Prime Minister Shinzo Abe declined on Monday to comment on a claim by U.S. President Donald Trump that he'd nominated the American leader for this year's Nobel Peace Prize, but did not deny the assertion, instead praising Trump's efforts to defuse the North Korean nuclear crisis.
The U.S. government had sounded Abe out over the Noble Peace Prize nomination after Trump's summit in June a year ago with North Korean leader Kim Jong Un, the first meeting between a North Korean leader and a sitting U.S. president, the Asahi said, citing an unnamed Japanese government source.
He added the Japanese leader gave him "the most lovely copy" of a five page nomination letter.
Trump wasn't wrong about the nomination, Japanese newspaper Asahi reports, but he left out a key detail - Abe nominated Trump after the White House nudged him to. "I am asking them to give you the Nobel Peace Prize" ".
"If you believe the current situation in Northeast Asia is peaceful, I think it's a problem", Tamaki said. He said, "I thus decline comment".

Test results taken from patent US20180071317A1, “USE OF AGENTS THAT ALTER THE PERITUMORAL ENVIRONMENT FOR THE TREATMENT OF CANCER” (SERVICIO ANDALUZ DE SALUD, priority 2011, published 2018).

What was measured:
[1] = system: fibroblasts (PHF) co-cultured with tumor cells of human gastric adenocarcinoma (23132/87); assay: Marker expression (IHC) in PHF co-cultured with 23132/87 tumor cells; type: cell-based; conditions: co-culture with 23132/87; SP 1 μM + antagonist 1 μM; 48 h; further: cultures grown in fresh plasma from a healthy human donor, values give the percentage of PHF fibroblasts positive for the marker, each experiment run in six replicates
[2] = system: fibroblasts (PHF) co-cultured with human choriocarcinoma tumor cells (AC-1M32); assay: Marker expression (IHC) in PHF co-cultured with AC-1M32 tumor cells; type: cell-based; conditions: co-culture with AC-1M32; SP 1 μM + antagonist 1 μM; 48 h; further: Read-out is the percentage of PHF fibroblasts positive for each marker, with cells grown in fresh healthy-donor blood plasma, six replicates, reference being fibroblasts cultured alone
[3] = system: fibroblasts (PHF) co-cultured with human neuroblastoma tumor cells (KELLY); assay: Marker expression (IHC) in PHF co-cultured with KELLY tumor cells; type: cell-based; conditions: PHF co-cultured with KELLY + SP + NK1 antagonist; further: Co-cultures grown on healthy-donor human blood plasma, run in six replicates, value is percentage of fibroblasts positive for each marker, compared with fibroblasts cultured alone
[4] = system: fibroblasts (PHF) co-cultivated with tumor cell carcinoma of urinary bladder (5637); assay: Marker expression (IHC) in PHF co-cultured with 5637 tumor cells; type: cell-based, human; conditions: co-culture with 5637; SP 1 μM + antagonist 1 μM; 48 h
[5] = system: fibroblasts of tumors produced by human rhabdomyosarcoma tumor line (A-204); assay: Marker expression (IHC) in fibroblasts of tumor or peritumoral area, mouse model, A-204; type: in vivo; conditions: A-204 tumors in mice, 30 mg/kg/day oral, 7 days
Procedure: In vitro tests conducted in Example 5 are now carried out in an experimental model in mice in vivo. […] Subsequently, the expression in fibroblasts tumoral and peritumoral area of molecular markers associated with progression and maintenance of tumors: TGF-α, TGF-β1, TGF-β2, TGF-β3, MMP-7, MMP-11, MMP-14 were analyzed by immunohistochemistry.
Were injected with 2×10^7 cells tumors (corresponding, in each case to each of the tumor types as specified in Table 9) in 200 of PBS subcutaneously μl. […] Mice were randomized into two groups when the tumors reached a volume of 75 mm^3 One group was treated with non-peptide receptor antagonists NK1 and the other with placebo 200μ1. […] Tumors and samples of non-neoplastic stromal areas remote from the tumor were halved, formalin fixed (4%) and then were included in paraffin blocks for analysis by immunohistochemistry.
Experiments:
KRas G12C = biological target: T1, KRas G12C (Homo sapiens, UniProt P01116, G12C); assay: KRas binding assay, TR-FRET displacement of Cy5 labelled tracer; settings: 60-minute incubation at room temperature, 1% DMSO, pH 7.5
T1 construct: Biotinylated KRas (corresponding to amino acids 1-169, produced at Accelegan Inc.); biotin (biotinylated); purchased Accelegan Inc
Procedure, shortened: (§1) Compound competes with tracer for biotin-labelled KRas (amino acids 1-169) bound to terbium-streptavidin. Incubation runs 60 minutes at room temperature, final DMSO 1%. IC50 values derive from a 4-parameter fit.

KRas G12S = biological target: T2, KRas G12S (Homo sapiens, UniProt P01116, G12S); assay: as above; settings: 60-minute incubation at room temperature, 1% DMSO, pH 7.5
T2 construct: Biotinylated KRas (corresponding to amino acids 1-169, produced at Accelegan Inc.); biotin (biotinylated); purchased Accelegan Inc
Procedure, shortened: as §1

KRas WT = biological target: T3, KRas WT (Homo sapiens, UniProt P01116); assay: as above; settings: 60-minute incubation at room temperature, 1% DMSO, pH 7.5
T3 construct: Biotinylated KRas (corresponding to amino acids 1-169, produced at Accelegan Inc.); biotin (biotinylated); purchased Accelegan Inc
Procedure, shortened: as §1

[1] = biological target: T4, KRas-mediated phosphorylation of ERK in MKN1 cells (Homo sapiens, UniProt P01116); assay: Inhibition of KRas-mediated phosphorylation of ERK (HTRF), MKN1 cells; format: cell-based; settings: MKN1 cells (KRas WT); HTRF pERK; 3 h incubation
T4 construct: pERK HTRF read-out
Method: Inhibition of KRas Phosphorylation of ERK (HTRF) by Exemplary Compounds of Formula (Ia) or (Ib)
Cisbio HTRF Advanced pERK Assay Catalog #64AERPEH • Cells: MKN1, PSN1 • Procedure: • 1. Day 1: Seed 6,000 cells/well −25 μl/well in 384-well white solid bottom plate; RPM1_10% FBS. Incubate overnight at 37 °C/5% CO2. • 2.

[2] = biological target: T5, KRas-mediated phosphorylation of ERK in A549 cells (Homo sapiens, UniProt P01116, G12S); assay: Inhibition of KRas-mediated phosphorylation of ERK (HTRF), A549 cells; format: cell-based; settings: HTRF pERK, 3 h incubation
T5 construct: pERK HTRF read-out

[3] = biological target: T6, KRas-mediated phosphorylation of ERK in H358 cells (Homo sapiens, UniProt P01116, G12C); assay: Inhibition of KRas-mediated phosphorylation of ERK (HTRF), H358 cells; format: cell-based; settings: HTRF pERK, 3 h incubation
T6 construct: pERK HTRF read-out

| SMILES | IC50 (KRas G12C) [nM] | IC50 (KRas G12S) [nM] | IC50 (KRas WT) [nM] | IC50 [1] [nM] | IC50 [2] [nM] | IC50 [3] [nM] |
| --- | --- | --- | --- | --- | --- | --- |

Trump mentioned Abe's nomination during a press conference Friday, but made no mention of any USA request for a nomination to the Japanese government. "He held a historic meeting" with North Korean leader Kim Jong Un in June, Abe told Monday's Budget Committee session.
The Japanese Defense Ministry's annual white paper released in August described North Korea as still posing a "grave and imminent" threat to the country.
A spokesman for Japan's Foreign Ministry in Tokyo told Reuters that it was aware of Trump's remarks but "would refrain from commenting on the interaction between the two leaders".
"The Nobel Committee for the last 50 years has not disclosed who recommended and who was recommended". There are 304 candidates for the Nobel Peace Prize for 2019, the highest number ever, according to the organization. "Now, all of a sudden, they feel good".
In Seoul, a spokesman for President Moon Jae-in was asked if the South Korean leader might have been the one to nominate Trump.
Junya Ogawa, another opposition lawmaker, cited various policies and actions by Trump that he said ran contrary to the spirit of the peace prize, calling the nomination "an embarrassment for Japan". "With me, I probably will never get it".
'He didn't even know what he got it for.
Nominations for the highly-esteemed worldwide prize are due every February. The award was presented to his predecessor, Barack Obama, in 2009, shortly after he took office. That's a welcome development for Japan, which sits well within the range of its missiles and has sometimes had test rockets land in its territorial waters.